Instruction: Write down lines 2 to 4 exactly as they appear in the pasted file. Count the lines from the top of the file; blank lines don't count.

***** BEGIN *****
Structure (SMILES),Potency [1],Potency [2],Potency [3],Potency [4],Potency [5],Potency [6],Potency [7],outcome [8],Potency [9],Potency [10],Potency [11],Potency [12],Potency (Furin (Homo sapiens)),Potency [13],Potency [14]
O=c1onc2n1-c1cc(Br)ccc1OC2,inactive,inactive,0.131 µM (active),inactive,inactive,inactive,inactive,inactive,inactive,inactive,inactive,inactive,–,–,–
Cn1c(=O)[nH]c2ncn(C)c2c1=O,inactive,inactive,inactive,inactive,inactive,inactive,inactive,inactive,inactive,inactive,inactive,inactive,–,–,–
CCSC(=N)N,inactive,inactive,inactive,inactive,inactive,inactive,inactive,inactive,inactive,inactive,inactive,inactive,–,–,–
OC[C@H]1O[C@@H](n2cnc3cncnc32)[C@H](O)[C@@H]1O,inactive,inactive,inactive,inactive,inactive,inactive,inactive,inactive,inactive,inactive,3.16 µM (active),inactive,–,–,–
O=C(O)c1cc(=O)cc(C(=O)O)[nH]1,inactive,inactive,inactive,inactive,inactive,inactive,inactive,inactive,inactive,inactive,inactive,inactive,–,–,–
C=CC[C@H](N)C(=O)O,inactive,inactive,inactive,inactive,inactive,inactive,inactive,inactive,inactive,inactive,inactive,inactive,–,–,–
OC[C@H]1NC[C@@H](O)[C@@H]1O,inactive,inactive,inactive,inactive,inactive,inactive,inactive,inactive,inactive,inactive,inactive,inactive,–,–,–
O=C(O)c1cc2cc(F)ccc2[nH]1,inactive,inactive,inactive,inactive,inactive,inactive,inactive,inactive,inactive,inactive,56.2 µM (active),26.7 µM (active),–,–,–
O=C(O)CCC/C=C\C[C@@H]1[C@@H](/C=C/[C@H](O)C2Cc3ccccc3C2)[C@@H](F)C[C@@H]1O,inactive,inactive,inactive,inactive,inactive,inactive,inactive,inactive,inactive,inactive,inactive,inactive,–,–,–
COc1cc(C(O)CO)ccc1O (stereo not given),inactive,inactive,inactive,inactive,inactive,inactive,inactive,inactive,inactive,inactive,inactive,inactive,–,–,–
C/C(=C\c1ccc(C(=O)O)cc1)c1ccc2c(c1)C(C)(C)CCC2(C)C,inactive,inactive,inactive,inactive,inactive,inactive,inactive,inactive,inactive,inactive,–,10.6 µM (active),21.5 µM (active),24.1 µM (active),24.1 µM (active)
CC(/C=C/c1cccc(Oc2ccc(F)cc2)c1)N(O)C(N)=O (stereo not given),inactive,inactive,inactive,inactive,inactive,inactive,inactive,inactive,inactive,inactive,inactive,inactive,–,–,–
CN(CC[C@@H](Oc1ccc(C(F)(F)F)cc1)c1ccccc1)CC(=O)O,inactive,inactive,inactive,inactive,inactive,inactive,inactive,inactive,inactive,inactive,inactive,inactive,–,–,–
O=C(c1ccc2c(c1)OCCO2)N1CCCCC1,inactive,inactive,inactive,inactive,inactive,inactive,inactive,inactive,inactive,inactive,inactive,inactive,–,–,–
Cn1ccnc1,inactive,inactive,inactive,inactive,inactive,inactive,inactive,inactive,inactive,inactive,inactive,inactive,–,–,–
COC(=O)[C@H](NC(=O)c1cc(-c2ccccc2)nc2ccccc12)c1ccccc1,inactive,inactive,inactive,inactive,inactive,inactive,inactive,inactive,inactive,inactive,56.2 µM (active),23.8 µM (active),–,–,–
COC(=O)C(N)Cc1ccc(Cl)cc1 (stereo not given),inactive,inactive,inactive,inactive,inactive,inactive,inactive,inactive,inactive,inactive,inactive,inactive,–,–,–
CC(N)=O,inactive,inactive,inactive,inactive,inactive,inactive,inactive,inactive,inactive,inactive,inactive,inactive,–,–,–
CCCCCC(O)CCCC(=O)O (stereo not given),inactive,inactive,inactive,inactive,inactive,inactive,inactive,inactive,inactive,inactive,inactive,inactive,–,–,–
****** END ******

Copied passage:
O=c1onc2n1-c1cc(Br)ccc1OC2,inactive,inactive,0.131 µM (active),inactive,inactive,inactive,inactive,inactive,inactive,inactive,inactive,inactive,–,–,–
Cn1c(=O)[nH]c2ncn(C)c2c1=O,inactive,inactive,inactive,inactive,inactive,inactive,inactive,inactive,inactive,inactive,inactive,inactive,–,–,–
CCSC(=N)N,inactive,inactive,inactive,inactive,inactive,inactive,inactive,inactive,inactive,inactive,inactive,inactive,–,–,–